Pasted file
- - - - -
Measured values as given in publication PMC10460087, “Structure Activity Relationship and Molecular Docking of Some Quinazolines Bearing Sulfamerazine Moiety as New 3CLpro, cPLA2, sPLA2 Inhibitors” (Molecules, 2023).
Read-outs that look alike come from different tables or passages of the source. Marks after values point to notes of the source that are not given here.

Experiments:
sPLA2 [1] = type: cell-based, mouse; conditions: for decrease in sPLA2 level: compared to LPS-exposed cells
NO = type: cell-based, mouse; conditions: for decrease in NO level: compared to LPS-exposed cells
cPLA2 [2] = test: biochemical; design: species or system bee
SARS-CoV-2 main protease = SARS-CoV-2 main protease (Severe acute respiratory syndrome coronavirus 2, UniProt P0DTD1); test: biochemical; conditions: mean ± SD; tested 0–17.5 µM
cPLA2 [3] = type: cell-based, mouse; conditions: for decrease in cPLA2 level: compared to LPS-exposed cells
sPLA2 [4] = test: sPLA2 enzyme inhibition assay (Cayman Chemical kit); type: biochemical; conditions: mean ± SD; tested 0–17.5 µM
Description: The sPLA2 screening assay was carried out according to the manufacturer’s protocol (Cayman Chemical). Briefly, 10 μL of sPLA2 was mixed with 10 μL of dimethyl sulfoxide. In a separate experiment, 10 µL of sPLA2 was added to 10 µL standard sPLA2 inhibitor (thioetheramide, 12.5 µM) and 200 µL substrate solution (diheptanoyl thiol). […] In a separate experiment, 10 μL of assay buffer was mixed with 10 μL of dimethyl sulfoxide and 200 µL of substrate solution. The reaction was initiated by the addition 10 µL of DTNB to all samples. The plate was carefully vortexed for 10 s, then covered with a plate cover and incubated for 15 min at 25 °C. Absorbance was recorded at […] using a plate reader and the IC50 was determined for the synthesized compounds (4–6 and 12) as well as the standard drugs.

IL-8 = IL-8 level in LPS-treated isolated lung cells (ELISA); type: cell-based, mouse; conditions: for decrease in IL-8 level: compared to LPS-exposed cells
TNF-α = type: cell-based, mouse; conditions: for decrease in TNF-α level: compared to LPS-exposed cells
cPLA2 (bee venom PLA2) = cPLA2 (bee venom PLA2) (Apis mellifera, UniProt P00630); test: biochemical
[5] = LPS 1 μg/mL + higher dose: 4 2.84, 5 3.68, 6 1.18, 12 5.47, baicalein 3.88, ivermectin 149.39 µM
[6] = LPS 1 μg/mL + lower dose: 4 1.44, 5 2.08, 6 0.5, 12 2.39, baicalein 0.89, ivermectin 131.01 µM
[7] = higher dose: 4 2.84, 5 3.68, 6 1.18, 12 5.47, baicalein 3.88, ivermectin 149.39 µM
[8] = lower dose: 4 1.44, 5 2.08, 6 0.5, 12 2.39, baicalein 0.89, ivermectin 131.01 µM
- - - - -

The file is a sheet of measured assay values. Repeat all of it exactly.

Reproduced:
Measured values as given in publication PMC10460087, “Structure Activity Relationship and Molecular Docking of Some Quinazolines Bearing Sulfamerazine Moiety as New 3CLpro, cPLA2, sPLA2 Inhibitors” (Molecules, 2023).
Read-outs that look alike come from different tables or passages of the source. Marks after values point to notes of the source that are not given here.

Experiments:
sPLA2 [1] = type: cell-based, mouse; conditions: for decrease in sPLA2 level: compared to LPS-exposed cells
NO = type: cell-based, mouse; conditions: for decrease in NO level: compared to LPS-exposed cells
cPLA2 [2] = test: biochemical; design: species or system bee
SARS-CoV-2 main protease = SARS-CoV-2 main protease (Severe acute respiratory syndrome coronavirus 2, UniProt P0DTD1); test: biochemical; conditions: mean ± SD; tested 0–17.5 µM
cPLA2 [3] = type: cell-based, mouse; conditions: for decrease in cPLA2 level: compared to LPS-exposed cells
sPLA2 [4] = test: sPLA2 enzyme inhibition assay (Cayman Chemical kit); type: biochemical; conditions: mean ± SD; tested 0–17.5 µM
Description: The sPLA2 screening assay was carried out according to the manufacturer’s protocol (Cayman Chemical). Briefly, 10 μL of sPLA2 was mixed with 10 μL of dimethyl sulfoxide. In a separate experiment, 10 µL of sPLA2 was added to 10 µL standard sPLA2 inhibitor (thioetheramide, 12.5 µM) and 200 µL substrate solution (diheptanoyl thiol). […] In a separate experiment, 10 μL of assay buffer was mixed with 10 μL of dimethyl sulfoxide and 200 µL of substrate solution. The reaction was initiated by the addition 10 µL of DTNB to all samples. The plate was carefully vortexed for 10 s, then covered with a plate cover and incubated for 15 min at 25 °C. Absorbance was recorded at […] using a plate reader and the IC50 was determined for the synthesized compounds (4–6 and 12) as well as the standard drugs.

IL-8 = IL-8 level in LPS-treated isolated lung cells (ELISA); type: cell-based, mouse; conditions: for decrease in IL-8 level: compared to LPS-exposed cells
TNF-α = type: cell-based, mouse; conditions: for decrease in TNF-α level: compared to LPS-exposed cells
cPLA2 (bee venom PLA2) = cPLA2 (bee venom PLA2) (Apis mellifera, UniProt P00630); test: biochemical
[5] = LPS 1 μg/mL + higher dose: 4 2.84, 5 3.68, 6 1.18, 12 5.47, baicalein 3.88, ivermectin 149.39 µM
[6] = LPS 1 μg/mL + lower dose: 4 1.44, 5 2.08, 6 0.5, 12 2.39, baicalein 0.89, ivermectin 131.01 µM
[7] = higher dose: 4 2.84, 5 3.68, 6 1.18, 12 5.47, baicalein 3.88, ivermectin 149.39 µM
[8] = lower dose: 4 1.44, 5 2.08, 6 0.5, 12 2.39, baicalein 0.89, ivermectin 131.01 µM